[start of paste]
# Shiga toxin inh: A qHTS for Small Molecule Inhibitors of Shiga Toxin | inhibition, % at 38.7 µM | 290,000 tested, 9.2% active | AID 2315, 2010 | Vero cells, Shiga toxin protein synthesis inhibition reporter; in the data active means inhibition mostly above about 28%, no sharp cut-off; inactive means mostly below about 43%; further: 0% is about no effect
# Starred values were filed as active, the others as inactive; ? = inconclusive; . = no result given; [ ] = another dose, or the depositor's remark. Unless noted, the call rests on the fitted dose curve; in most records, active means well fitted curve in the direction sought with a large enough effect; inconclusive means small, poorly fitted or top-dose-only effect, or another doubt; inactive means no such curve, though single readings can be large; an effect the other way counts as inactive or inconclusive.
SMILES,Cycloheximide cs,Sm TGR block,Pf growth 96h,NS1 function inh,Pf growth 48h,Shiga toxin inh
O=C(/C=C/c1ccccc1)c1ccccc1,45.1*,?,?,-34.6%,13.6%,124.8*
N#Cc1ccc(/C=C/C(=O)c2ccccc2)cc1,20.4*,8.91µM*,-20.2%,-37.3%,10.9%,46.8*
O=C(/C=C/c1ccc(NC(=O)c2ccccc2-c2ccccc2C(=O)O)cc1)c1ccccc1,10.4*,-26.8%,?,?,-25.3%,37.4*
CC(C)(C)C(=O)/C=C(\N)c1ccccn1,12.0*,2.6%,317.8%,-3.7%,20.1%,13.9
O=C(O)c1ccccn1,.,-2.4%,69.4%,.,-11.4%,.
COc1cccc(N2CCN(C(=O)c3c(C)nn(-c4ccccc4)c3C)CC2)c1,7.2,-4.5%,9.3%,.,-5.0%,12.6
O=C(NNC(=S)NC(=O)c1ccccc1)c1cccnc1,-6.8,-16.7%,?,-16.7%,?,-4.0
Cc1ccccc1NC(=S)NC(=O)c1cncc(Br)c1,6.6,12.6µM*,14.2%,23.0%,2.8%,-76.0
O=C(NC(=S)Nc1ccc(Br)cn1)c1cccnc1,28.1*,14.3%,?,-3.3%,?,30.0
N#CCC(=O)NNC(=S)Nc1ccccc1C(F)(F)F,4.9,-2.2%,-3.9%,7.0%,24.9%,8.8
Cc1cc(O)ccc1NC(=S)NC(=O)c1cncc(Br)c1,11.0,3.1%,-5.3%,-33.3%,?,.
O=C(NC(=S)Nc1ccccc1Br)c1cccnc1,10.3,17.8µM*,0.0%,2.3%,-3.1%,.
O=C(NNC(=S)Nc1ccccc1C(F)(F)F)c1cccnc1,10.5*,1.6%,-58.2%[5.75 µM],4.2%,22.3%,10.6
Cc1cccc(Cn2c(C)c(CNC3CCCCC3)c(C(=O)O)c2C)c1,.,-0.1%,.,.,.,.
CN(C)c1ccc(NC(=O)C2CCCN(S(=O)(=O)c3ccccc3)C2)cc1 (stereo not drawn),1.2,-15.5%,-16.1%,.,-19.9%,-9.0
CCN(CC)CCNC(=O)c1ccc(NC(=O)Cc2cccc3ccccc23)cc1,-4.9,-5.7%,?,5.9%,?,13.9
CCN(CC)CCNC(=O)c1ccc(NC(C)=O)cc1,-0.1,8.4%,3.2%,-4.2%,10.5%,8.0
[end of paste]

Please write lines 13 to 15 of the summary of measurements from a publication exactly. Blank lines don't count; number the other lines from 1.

N#CCC(=O)NNC(=S)Nc1ccccc1C(F)(F)F,4.9,-2.2%,-3.9%,7.0%,24.9%,8.8
Cc1cc(O)ccc1NC(=S)NC(=O)c1cncc(Br)c1,11.0,3.1%,-5.3%,-33.3%,?,.
O=C(NC(=S)Nc1ccccc1Br)c1cccnc1,10.3,17.8µM*,0.0%,2.3%,-3.1%,.